As of 11am on Monday, a total of 219 people have been arrested in Gauteng and KwaZulu-Natal as the violent protests continues.
In a statement, South African Police Service (Saps) spokesperson Colonel Brenda Muridili said the NatJOINTS has intensified deployments in all the areas in both provinces affected by the violent protests, which has since left six people dead.
“The NatJOINTS is receiving Intelligence support from its Intelligence Coordinating Committee comprising of Saps Crime Intelligence, Defence Intelligence as well as State Security Intelligence, to enable law enforcement to counter these sporadic violent protests,” the statement said.
While 96 people have been arrested in Gauteng as the damage to property and looting of stores continued overnight, police are also investigating the circumstances into the deaths of four people.
“On Sunday morning, the police responded to a call from Alexandra Clinic where they found a body with gunshot wounds. Later that day, the body of a security guard with assault wounds was found at Jeppestown.”
Muridili said the third body was discovered also on Sunday in Dobsonville, however, later in the evening, while the fourth body was discovered with gunshot wounds in Germiston.
“The course of death for the security guard and as well as the body found in Dobsonville is part of investigations.”
In KZN, 123 people have arrested while two people killed, which is being investigated by the police.
“In KwaZulu-Natal there is a report of two people who have been killed, one in Inanda and the second one in Umbilo. The circumstances leading up to their deaths is under investigation.”
Muridili further said the extent of damage to property and the looting of businesses will be determined at a later stage.
Rampahosa slams protests
During his address to the nation on Sunday, President Cyril Ramaphosa condemned the sporadic and violent protests, saying acts of criminality would not be tolerated.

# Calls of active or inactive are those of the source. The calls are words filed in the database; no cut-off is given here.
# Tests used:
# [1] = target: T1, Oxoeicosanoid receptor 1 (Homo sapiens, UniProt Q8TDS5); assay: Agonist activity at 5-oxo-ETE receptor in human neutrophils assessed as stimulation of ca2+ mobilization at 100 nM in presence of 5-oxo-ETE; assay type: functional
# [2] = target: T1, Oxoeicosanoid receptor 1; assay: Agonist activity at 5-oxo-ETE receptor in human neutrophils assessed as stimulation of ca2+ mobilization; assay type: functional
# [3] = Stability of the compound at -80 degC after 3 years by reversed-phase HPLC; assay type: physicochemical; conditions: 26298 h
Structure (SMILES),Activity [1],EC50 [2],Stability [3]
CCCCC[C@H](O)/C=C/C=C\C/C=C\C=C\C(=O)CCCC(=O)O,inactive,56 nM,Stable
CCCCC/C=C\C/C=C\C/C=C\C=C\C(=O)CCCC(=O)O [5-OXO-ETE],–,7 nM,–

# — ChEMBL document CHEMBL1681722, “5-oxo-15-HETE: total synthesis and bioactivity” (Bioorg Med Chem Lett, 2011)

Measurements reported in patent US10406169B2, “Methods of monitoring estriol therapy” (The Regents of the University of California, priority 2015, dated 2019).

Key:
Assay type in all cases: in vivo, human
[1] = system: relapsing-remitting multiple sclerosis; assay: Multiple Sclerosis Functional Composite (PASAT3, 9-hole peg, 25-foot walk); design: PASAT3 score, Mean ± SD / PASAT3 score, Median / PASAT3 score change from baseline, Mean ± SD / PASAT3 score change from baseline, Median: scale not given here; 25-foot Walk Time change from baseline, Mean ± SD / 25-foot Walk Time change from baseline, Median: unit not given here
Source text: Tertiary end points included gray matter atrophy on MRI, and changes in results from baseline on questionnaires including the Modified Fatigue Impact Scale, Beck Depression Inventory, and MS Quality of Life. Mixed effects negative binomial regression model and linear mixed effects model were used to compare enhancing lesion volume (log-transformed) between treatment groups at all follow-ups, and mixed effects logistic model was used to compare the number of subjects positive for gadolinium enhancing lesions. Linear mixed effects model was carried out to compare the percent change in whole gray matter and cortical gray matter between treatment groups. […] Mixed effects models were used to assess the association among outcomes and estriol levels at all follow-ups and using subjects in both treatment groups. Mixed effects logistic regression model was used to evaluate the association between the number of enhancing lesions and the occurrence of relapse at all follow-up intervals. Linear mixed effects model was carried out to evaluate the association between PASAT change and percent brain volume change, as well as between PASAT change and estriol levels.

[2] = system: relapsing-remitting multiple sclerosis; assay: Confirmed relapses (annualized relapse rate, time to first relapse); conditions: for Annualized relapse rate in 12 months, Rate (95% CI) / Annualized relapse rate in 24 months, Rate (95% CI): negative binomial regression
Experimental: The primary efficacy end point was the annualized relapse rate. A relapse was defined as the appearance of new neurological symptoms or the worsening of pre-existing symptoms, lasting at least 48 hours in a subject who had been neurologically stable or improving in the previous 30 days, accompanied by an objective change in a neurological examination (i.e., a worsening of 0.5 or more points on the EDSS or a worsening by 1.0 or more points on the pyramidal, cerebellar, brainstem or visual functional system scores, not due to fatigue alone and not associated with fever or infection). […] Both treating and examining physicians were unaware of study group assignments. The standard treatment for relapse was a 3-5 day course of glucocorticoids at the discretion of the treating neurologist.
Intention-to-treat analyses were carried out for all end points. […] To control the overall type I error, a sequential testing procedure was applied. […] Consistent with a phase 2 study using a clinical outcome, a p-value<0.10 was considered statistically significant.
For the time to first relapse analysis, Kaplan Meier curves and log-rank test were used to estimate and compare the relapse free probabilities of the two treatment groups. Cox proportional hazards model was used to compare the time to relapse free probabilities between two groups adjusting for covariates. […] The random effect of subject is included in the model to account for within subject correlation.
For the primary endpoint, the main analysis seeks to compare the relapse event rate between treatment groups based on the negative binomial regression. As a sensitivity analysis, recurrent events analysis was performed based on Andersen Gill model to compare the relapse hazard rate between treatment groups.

“Those who are involved in acts of violence will be arrested and prosecuted. Those found guilty of breaking the lockdown regulations will receive the stipulated penalty. This will be done without fear or favour.
“We also condemn attempts to create confusion by sharing false images and videos, often from events that took place many years ago. I ask that you think carefully before sharing anything on social media or elsewhere that may not be accurate or verified,” he said.
‘Deploy the military’
The Democratic Alliance (DA) has since called Ramphosa to deploy the the South African National Defence Force (SANDF) in targeted areas to deal with the violent protests alongside the police.
In a statement, DA leader John Steenhuisen called Ramaphosa to take immediate steps to quell the violence and looting.
“What we are seeing now from law enforcement is a frantic and uncoordinated response to the violence, as opposed to a focused approach based on intelligence. It is critical that government and law enforcement get ahead of this curve, and that President Ramaphosa takes immediate steps to quell the violence and looting.”
Steenhuisen went to say: “The president’s solemn words of condemnation in his televised address last night, along with his promises that those breaking the law will face consequences, are not enough. He needs to back these words up with decisive action, and he needs to do so today still.”